Venture Capital Debt Investors in India Eye Deployment of up to Rs 2,000 Cr in 2018

Last year was a banner year for India’s startup ecosystem, with venture capitalists investing over $2.8 billion in startups, not counting strategic investors.
So it’s only natural that venture debt, which typically follows the path of venture capital, is about to change the landscape in 2018.
A host of venture capital debt funds such as InnoVen Capital, Alteria Capital, Trifecta Capital, Unicorn India Ventures, IntelleGrow and IvyCap Ventures have capital or are looking to raise over ₹2,500-2,800 crore in 2018.
VC debt investors in India expect 2018 to offer them the opportunity to deploy between ₹1,500 and 2,000 crore ($300 million) in a market where VC deployment is expected to hit 3 billions of dollars. On a venture capital basis, venture capital debt typically represents around 10% of the equity market in developed markets.
But the ability of Indian startups to absorb such large amounts of debt funding would depend on the risk-return profile that investors are looking to achieve.
“As new funds come into the market, they will aggressively seek opportunities. what category,” said Rahul Khanna, managing partner at Trifecta Capital.
Investors argue, however, that unlike equity, the addressable market for venture debt financing; generally used for working capital and capital expenditure requirements, are not just transactions waiting to be closed, but must be developed with the quality of the lender in first place regarding the criteria.
“The equity market is showing a very barred approach, with very few but massive rounds. The venture capital debt market will also start to show such behavior,” said Vinod Murali, Managing Partner at Alteria Capital, which is in the final stages of the first close of its ₹1,000 crore fund.
Alteria Capital is eyeing a deployment pace of ₹300-400 crore in 2018, with the fund looking to invest ₹2,000 crore in startups over the next four years.
Indeed, the ecosystem has matured as growth-stage startups have begun to show significant potential to service debt and generate sufficient cash flow. Note size in VC debt has increased from ₹5-10 crore to well over ₹50 crore at startups such as BigBasket, OYO Rooms and even ₹100 crore at Yatra, reflecting India’s alignment on the United States with startups finally gearing up to absorb the vast pool of debt funding that awaits us in 2018.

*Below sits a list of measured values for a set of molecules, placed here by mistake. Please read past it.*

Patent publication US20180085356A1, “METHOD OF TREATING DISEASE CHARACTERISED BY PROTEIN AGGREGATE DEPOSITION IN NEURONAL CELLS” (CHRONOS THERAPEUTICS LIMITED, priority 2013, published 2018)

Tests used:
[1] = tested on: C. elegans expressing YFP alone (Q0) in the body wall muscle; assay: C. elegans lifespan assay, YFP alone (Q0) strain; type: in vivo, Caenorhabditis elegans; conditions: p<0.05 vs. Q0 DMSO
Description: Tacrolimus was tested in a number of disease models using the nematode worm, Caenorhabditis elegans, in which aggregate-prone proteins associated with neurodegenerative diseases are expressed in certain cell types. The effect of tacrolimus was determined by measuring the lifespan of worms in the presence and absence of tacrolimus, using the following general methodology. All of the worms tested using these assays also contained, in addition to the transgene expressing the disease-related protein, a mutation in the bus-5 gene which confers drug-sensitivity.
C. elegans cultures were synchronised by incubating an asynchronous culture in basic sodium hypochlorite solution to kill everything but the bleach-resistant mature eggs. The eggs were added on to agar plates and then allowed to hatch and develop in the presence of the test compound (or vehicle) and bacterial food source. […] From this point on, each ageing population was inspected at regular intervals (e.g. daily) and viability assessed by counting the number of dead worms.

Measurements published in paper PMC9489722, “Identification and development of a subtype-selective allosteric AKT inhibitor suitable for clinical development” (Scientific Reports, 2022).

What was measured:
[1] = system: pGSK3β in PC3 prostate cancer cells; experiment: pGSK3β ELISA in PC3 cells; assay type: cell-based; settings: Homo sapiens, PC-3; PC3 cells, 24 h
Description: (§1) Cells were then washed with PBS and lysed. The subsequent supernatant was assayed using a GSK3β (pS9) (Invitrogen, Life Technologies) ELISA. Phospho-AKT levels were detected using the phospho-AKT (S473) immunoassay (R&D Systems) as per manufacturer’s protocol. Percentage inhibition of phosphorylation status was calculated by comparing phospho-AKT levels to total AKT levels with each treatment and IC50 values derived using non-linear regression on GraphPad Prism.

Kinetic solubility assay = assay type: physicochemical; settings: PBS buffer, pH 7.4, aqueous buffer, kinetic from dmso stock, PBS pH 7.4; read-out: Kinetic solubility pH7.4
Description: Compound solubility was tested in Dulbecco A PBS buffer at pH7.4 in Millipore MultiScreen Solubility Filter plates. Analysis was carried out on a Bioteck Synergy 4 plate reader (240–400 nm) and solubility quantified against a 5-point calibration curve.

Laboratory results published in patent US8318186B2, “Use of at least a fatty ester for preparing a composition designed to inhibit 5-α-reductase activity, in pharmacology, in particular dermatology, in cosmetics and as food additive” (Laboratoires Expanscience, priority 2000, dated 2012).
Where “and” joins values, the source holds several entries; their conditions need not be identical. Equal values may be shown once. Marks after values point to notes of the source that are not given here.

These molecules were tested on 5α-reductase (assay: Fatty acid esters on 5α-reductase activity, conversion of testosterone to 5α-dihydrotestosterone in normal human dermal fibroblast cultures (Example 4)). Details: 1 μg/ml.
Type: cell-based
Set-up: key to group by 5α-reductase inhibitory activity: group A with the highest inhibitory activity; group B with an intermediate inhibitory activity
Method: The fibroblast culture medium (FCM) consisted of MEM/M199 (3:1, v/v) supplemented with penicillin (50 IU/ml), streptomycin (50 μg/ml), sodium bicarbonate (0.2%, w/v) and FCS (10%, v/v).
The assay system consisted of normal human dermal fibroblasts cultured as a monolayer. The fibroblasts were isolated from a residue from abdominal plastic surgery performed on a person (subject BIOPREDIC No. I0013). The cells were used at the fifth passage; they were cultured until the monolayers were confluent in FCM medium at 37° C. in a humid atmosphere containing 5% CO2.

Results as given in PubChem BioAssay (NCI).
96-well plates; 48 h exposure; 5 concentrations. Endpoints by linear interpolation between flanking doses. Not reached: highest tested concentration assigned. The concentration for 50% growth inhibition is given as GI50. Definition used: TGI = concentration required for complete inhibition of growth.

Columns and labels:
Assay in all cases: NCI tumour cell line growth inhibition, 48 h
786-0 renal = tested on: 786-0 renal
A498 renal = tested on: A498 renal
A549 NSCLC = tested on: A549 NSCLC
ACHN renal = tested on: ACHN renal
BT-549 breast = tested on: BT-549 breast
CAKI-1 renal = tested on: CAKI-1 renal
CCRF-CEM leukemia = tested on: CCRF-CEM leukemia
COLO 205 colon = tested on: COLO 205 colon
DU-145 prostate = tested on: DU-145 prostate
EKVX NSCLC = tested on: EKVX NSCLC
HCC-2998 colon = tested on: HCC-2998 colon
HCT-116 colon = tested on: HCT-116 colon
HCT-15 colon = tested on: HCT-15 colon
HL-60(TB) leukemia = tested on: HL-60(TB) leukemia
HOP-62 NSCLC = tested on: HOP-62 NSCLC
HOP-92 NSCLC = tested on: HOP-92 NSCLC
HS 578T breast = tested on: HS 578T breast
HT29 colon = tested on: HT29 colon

“There is a certain debt ratio which we would seek to maintain over the next 2 years. Our business is now larger, our ability to better service debt and cash flow is greater, so we would seek to raise at minus twice as much debt or more than we have today,” said Ambareesh Murty, CEO of Pepperfry, which raised $5 million in venture capital debt from Innoven Capital in early 2017.
However, as the supply and demand dynamics change for the venture debt sector, the amount of debt that can be absorbed by startups will be determined by the multifaceted usefulness of debt financing. As the market continues to consolidate, 2018 will see venture capital debt play a key role in several situations beyond just building assets, experts believe.
“We’re talking about companies using debt to buy back shares from certain retail investors, thereby using the asset to enable secondary stock transactions as well as fund acquisitions,” Khanna told ET.
Trifecta Capital and Alteria Capital are among the few exploring opportunities for companies where pre-IPO financing can be done through debt. However, some of them may take a long time to complete, given the large ticket sizes of these transactions and fund size limits.
“Pre-IPO situations, financing acquisitions and even takeovers are potential end uses which can require up to ₹100 crore of debt in a single transaction. It will happen more frequently over the next two to three years and we are prepared for that,” Murali said.
But venture capital debt experts argue that the experience of investors as well as the ability to differentiate and provide various services and products to match different debt financing use cases will determine how well startups absorb the $300 million at stake this year. This alone will be the main differentiator to separate the men from the boys for the risky debt ecosystem.

Carol M. Barragan